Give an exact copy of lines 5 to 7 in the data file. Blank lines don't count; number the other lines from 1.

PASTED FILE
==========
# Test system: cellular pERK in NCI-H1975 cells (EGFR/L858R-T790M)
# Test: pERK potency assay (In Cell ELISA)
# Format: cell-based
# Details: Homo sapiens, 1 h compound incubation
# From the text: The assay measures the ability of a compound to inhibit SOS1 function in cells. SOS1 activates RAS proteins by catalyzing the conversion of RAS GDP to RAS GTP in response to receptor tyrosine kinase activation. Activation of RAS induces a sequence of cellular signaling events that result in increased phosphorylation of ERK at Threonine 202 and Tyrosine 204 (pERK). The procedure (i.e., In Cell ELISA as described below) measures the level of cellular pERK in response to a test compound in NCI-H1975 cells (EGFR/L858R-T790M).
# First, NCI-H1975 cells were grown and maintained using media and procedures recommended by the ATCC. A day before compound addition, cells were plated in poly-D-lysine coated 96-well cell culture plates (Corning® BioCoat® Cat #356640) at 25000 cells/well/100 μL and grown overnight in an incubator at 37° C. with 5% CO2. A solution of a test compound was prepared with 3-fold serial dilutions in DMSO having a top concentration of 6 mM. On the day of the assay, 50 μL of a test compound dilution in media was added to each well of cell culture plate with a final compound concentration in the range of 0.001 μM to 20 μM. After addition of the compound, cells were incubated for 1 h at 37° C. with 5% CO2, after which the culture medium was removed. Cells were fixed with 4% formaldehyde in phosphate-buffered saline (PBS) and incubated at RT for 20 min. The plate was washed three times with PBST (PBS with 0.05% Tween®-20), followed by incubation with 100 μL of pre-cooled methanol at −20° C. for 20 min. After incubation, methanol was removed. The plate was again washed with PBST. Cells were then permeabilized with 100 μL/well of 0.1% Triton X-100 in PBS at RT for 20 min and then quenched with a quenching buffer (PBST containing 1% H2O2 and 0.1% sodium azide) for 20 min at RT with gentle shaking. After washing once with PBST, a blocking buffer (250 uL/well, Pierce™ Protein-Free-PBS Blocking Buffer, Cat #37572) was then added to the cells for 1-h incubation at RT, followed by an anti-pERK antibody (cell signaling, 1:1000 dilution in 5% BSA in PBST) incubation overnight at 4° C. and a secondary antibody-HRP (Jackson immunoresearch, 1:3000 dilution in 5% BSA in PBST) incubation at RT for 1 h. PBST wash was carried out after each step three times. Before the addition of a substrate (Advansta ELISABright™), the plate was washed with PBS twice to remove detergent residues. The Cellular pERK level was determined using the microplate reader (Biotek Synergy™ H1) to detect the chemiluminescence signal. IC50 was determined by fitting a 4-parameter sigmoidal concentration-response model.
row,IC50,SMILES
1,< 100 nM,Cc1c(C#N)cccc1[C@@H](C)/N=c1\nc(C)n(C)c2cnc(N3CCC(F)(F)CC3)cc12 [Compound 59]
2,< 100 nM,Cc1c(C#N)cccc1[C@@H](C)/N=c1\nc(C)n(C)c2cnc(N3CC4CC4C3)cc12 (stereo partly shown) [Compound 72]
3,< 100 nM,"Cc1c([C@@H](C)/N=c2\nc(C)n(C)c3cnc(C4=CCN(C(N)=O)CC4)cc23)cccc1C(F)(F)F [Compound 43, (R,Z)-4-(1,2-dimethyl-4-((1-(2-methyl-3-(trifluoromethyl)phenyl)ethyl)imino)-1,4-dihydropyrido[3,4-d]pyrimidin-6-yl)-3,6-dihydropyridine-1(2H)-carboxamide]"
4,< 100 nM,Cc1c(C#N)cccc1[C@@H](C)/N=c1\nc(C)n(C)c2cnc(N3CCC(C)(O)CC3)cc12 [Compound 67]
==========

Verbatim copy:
# From the text: The assay measures the ability of a compound to inhibit SOS1 function in cells. SOS1 activates RAS proteins by catalyzing the conversion of RAS GDP to RAS GTP in response to receptor tyrosine kinase activation. Activation of RAS induces a sequence of cellular signaling events that result in increased phosphorylation of ERK at Threonine 202 and Tyrosine 204 (pERK). The procedure (i.e., In Cell ELISA as described below) measures the level of cellular pERK in response to a test compound in NCI-H1975 cells (EGFR/L858R-T790M).
# First, NCI-H1975 cells were grown and maintained using media and procedures recommended by the ATCC. A day before compound addition, cells were plated in poly-D-lysine coated 96-well cell culture plates (Corning® BioCoat® Cat #356640) at 25000 cells/well/100 μL and grown overnight in an incubator at 37° C. with 5% CO2. A solution of a test compound was prepared with 3-fold serial dilutions in DMSO having a top concentration of 6 mM. On the day of the assay, 50 μL of a test compound dilution in media was added to each well of cell culture plate with a final compound concentration in the range of 0.001 μM to 20 μM. After addition of the compound, cells were incubated for 1 h at 37° C. with 5% CO2, after which the culture medium was removed. Cells were fixed with 4% formaldehyde in phosphate-buffered saline (PBS) and incubated at RT for 20 min. The plate was washed three times with PBST (PBS with 0.05% Tween®-20), followed by incubation with 100 μL of pre-cooled methanol at −20° C. for 20 min. After incubation, methanol was removed. The plate was again washed with PBST. Cells were then permeabilized with 100 μL/well of 0.1% Triton X-100 in PBS at RT for 20 min and then quenched with a quenching buffer (PBST containing 1% H2O2 and 0.1% sodium azide) for 20 min at RT with gentle shaking. After washing once with PBST, a blocking buffer (250 uL/well, Pierce™ Protein-Free-PBS Blocking Buffer, Cat #37572) was then added to the cells for 1-h incubation at RT, followed by an anti-pERK antibody (cell signaling, 1:1000 dilution in 5% BSA in PBST) incubation overnight at 4° C. and a secondary antibody-HRP (Jackson immunoresearch, 1:3000 dilution in 5% BSA in PBST) incubation at RT for 1 h. PBST wash was carried out after each step three times. Before the addition of a substrate (Advansta ELISABright™), the plate was washed with PBS twice to remove detergent residues. The Cellular pERK level was determined using the microplate reader (Biotek Synergy™ H1) to detect the chemiluminescence signal. IC50 was determined by fitting a 4-parameter sigmoidal concentration-response model.
row,IC50,SMILES